Entry 06 – Projects In Class

Entry 06 – Projects In Class

We have wrapped up week 6 of school.  Here is the prompt that several teachers and I reflected on this week:

How do you incorporate project-based learning into your class?

This depends on which class I’m teaching.  Robotics is basically all project-based while in math I’ve really only done one or two projects in the last couple of years.


I don’t really know how robotics can be anything but a project-based class…unless we just took a bunch of notes on how the robot works without actually building the robots.  I’m in my fourth semester of teaching robotics (it’s a semester-long elective for middle schoolers).  In the beginning, most of my projects were to have students build a robot that completed a very specific task (see yellow paper on a table, tell a joke using the text and sound features, etc).  Each semester, I’ve ended with their final project where they build whatever they want.  This has actually been where I’ve seen the most creative and impressive work every semester.  Students making robot arms that make tacos, students building sumo bots controlled by PS3 remotes, students building SCARA arms that are capable or drawing circles and lines, and more.  So instead of just having 5 really specific projects and one open ended project, I’m trying to combine the two a bit more.  I want to make open-ended projects that complete a specific task.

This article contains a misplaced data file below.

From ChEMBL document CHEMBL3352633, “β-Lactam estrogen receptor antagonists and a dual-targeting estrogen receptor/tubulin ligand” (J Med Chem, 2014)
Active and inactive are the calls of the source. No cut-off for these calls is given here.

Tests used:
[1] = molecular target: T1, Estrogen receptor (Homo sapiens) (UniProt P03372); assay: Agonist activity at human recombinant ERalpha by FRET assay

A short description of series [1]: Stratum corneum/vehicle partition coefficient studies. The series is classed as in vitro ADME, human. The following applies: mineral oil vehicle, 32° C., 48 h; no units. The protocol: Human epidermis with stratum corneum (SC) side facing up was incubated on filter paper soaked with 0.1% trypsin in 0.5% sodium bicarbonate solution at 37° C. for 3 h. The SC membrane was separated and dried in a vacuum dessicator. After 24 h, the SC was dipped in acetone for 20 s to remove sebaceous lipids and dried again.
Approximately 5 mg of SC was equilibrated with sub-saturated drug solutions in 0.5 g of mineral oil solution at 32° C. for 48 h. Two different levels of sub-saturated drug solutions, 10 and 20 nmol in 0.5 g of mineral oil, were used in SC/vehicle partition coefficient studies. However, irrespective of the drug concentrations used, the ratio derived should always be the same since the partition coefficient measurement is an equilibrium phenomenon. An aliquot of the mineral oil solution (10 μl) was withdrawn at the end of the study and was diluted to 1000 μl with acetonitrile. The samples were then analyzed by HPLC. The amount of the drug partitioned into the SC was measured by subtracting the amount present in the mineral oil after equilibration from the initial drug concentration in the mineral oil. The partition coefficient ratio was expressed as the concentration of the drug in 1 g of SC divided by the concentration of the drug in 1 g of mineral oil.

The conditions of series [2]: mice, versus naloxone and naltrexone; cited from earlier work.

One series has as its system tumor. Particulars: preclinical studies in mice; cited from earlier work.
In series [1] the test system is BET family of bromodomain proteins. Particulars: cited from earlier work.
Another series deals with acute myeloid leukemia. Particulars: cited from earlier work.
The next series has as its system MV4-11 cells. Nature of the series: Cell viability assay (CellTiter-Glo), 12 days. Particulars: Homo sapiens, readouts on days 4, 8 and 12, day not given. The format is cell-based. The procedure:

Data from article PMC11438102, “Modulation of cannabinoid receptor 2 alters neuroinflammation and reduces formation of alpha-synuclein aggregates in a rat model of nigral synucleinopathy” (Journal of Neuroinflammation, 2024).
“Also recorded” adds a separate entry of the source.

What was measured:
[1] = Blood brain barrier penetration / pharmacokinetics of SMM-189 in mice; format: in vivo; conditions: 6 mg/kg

This semester, I’m trying a new project where students have to build a robot that can move, but they can’t use wheels.  There will be a race and grades will be determined by winners of the race.  If students pass the finish line, they still get a 95.  I asked students for feedback on this and they were actually OK with it.  I also assigned partners for this project and told them they would be able to pick partners for their next project.  This semester, I’m also going to have everyone create a sumo bot (robot you build with the intention of being able to push another robot off the table).  In the past, students only did this if they wanted to do it for their final project.  Again, very open ended in how they build and program but very specific task.

The biggest challenge I have in these projects is accountability and deadlines.  If they had two weeks to do something, it was hard for them to really maintain any sense of urgency to continue focused work.  Typically with projects you have smaller deadlines for students to meet (draft due, revisions due, final draft due, etc), but with everyone building a completely different type of bot, some focused more on the engineering/building aspect while others focusing more on complex programming, it’s hard to say ‘everyone be at this point by next class period.’  Additionally, our school’s previous reassessment policy really allowed students to complete work late and still get full credit.  Not much incentive to meet deadlines.  It’s been revised so that late/reassess work can only get up to an 80%.  I think that will help, or at least put a bit more emphasis on the importance of meeting deadlines.

With group work, students typically write up their own reflection on the project in the form of a blog, and even have separate presentations if it’s the final project.  That helps more accurately assess individual student work and processes instead of just giving a blanket grade for both students.